The TGA's Urogynaecological Devices Working Group ( UDWG ) has provided advice following a safety communication published by the US Food and Drug Administration ( FDA ) which advised against the use of laparoscopic morcellators during certain uterine surgery procedures.
The FDA advised against the use of the devices in patients with fibroids because of the potential for the devices to spread cancerous cells in patients with previously undetected uterine cancer. These procedures include hysterectomy and myomectomy.
Laparoscopic morcellators are devices used to cut tissue into smaller pieces to aid removal during minimally invasive surgeries, including procedures to remove fibroids.
Following consideration of the advice provided by the UDWG, the TGA advises that there is currently insufficient evidence in the Australian population to conclude that the use of laparoscopic morcellators increases the risk or rate of adverse outcomes by spreading cancerous tissue through the abdomen.
The evidence considered by the UDWG included a statement from the Australasian Gynaecological Endoscopy & Surgery ( AGES ) Society and the Royal Australian and New Zealand College of Obstetricians and Gynaecologists ( RANZCOG ) which noted that the incidence of leiomyosarcoma ( LMS ) has been variably quoted at between 0.02 to 0.3%, depending on the study population. A
GES-RANZCOG noted that the true incidence of leiomyosarcoma in the general population in Australia is unknown and there has been no evidence of any leiomyosarcoma cases occurring post-morcellation in Australia.
The TGA has noted that it is difficult to compare the study populations cited by the FDA to the Australian population to determine if the expected rate of underlying malignancy is similar.
The nine studies included in the FDA's primary analysis were conducted in five different countries with differing healthcare systems and little information is available regarding patient demographics. This is of importance as women of African descent have an increased prevalence of uterine fibroids and an earlier age at diagnosis when compared to women of Asian or Caucasian descent.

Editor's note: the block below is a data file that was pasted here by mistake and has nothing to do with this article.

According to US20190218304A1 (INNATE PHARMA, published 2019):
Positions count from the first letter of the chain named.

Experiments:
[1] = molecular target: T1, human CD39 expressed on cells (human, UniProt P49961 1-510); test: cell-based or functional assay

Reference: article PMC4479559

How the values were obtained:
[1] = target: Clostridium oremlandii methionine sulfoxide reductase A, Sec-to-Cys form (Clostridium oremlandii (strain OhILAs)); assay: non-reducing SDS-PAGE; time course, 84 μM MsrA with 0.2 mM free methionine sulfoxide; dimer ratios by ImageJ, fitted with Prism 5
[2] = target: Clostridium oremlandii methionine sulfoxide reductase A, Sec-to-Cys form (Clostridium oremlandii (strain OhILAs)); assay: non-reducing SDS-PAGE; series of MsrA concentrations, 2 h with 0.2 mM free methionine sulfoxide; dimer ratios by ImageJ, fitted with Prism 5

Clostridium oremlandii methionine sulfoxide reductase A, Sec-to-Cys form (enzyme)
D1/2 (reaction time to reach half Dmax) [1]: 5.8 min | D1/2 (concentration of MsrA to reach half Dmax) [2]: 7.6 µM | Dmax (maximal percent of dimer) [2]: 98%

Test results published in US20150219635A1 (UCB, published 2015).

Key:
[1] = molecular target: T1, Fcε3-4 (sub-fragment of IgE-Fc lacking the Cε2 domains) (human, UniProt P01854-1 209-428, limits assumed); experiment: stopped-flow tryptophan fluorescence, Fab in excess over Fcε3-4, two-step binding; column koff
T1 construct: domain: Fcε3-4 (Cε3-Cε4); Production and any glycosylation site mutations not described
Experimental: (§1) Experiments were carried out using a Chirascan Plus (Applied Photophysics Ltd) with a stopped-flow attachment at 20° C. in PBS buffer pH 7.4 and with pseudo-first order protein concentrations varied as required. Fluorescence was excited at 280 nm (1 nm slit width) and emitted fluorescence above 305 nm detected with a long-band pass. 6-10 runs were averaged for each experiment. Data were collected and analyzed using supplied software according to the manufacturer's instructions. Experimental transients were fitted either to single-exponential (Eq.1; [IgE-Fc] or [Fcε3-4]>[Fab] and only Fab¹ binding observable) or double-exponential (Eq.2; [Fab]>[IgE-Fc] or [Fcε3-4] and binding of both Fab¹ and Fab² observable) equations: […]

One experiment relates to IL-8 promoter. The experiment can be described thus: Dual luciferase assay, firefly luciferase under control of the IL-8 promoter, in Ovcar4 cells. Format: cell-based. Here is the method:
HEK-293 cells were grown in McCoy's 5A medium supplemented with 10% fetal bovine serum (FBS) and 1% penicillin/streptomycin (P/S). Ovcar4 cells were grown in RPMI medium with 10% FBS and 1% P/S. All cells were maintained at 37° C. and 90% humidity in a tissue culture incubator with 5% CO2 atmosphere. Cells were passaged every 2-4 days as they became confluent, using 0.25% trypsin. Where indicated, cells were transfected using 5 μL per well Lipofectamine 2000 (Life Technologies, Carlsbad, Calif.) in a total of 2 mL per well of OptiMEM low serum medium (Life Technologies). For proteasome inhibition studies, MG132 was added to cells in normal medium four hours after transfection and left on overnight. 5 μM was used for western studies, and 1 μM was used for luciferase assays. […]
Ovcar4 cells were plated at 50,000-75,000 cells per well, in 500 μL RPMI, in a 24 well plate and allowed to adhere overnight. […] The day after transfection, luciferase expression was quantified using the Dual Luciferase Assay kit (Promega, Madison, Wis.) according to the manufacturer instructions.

Five of the nine studies included in the FDA analysis were conducted in the USA where a sizeable proportion of the population is African-American.
None of the studies used to generate the FDA risk estimate was conducted in Australia.
The FDA risk estimate that 1 in 350 women undergoing surgery for uterine fibroids had an underlying malignancy is not reflected in the known data which suggests that the rate is much lower in an Australian population.
Relative to the FDA risk estimate and based on the limited and indicative Australian data available, the likely risk in the Australian population may be approximately three times lower than in the US population ( i.e. approximately 1 in 1000 ). This is also considered the maximum likely rate. The actual rate is anticipated to be even lower. Additionally, the rate for leiomyosarcoma would be much lower than the rate of uterine sarcoma.
Information for health professionals
Health professionals should ensure they involve each patient in a full discussion of the risks and benefits before undertaking laparoscopic morcellation.
Health professionals undertaking laparoscopic morcellation should be alert to the potential for: transcoelomic spread of undiagnosed cancerous tissue, particularly leiomyosarcoma; disease such as iatrogenic endometriosis, benign leiomymatosis and occult malignancy; abdominopelvic recurrence of endometrial stromal sarcoma; abdominal dissemination of leiomyomatosis. ( Xagena )
Source: TGA ( Therapeutic Goods Administration ), 2014